RTA Junior Program Goes Back to the Future
By John Packett, RTA Contributing Writer
In the 1970s and ‘80s, the Richmond area was producing some of the top juniors in the Mid-Atlantic area – and even the nation.
That was due in no small part to the support of what was then called the Richmond Tennis Patrons Association, which funded an indoor winter program at St. Christopher’s School so juniors could practice and play matches during the cold months.
Tommy Cain, Mark Vines, Junie Chatman, Rodney Harmon, Kathleen Cummings, Betty Baugh Harrison, Leanne Seward, Wade McGuire, David Caldwell and Damian and Diane Sancilio were just a few of the talented youngsters who came through that program.
But once the funding dried up for the program, the local juniors went their separate ways to learn the game, and the majority of the top players began to come from northern Virginia and the Washington-Baltimore area.
Perhaps it’s time for a change in course – or rather going back to the future.
With the cooperation of the Association of Richmond Tennis Professionals and the Richmond Tennis Association, Eddie Parker and Cris Robinson began a program last summer called the RVA Junior Team Tennis, which is designed to help the best juniors in the area get even better.
“Without the RTPA winter program that so many players remember, we didn’t have any way to get our players practicing together,” said Ginny Wortham, president of the RTA.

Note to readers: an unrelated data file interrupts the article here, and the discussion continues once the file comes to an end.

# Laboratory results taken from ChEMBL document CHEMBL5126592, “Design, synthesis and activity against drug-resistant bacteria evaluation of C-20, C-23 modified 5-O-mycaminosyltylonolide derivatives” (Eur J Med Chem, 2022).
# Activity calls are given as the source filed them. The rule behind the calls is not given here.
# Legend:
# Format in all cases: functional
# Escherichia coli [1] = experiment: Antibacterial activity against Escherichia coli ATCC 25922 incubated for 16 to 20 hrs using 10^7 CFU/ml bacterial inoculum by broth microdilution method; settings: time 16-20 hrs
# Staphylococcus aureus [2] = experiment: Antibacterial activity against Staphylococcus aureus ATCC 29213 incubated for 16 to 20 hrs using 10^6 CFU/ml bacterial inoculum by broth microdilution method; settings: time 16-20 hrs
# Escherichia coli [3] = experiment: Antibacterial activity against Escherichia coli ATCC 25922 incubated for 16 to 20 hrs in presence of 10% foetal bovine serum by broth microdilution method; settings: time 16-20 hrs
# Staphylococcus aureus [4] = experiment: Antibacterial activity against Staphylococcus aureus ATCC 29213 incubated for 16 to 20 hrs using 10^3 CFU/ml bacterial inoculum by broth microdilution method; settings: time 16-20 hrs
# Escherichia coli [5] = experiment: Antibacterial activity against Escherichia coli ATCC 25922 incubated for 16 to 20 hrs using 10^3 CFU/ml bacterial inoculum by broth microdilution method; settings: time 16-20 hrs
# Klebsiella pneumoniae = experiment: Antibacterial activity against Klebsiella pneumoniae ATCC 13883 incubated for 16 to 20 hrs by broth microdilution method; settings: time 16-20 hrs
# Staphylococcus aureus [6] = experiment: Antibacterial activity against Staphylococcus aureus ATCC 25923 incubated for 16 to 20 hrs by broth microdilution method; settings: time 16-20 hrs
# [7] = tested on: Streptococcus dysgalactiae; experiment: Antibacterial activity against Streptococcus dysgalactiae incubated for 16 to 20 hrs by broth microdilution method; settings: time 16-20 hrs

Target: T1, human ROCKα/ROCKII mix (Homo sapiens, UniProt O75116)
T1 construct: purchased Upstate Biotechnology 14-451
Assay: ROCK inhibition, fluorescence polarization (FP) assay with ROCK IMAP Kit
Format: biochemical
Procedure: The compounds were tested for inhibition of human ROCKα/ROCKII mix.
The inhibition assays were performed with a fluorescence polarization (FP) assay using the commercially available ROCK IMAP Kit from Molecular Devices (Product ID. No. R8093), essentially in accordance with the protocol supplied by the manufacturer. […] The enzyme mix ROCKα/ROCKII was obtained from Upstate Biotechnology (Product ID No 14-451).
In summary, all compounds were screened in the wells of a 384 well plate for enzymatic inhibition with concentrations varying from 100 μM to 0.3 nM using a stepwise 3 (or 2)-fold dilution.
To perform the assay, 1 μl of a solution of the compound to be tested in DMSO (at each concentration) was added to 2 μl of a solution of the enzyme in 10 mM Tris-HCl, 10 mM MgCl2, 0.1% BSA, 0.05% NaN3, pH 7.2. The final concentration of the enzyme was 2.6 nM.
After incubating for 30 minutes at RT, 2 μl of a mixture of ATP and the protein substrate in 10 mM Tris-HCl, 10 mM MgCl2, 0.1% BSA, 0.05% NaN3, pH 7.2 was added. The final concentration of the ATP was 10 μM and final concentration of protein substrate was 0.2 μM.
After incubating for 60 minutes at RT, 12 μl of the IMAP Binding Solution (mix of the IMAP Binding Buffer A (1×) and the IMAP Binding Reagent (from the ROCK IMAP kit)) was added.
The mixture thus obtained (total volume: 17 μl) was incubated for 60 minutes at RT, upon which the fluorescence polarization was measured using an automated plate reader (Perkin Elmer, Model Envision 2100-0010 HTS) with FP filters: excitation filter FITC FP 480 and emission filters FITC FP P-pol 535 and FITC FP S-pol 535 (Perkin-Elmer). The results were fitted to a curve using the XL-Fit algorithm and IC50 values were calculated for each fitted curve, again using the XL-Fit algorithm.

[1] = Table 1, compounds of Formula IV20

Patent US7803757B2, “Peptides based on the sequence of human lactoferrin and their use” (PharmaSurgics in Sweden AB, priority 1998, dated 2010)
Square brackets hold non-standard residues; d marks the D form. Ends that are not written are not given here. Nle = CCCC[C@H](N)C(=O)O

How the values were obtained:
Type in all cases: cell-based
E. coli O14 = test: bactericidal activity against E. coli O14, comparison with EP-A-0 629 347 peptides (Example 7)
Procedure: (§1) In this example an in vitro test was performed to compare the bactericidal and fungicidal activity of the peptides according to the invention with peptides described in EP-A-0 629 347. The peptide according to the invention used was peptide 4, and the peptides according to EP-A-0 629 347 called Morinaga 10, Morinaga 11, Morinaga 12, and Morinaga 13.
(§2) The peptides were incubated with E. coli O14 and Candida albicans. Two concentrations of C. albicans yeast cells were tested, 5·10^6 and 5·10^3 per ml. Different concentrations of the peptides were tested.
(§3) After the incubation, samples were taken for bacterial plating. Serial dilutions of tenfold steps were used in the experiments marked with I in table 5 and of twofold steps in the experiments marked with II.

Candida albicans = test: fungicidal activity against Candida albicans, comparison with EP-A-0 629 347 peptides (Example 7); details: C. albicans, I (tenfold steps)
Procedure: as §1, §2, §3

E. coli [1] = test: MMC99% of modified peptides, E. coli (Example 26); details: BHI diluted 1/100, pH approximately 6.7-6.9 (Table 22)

When the program started last summer, there were 60-65 juniors involved. This year, the number has climbed to 90 who have registered so far. Most of the top players in Richmond have signed up for the training sessions.
“Cris Robinson and I were trying to get all the best players to start practicing together,” said Parker, co-owner and tennis director at Raintree Swim and Racquet Club. “We feel that the players are not going to excel unless they get to compete and practice with the best players in their area.
“Right now, they’re spread amongst all the clubs, which is fine. But we think occasionally they need to get together and train together, and try to be part of a team.”
To that end, Parker said, “We have put together a program for 2014 to participate as a Richmond travel team. We’ve already met once [in January]. We will do things like training sessions together and travel to go watch college matches.”
On Feb. 15-16, the RVA team will go to Virginia Beach to compete with players from that area. Parker said he has also talked with the Four Seasons Tennis Academy and College Park Tennis Club programs in northern Virginia and Maryland about similar competitions later this year.
“When Cris and Eddie came to us last year with this idea, we were excited about its potential for Richmond junior tennis,” said Wortham. “Both Cris and Eddie have done a tremendous amount of work creating this program and we are proud to support their work building a sense of RVA team spirit within the junior tennis community.”
The College Park, Md., facility began as a place to help players in that area but is now a USTA training site with 32 courts.
“We’re trying to make it a College Park academy [in Richmond] but without the facility,” said Parker. “College Park is probably one of the top training centers in the country, and we don’t see any reason why Richmond can’t have a training center like that because we have so many really quality players.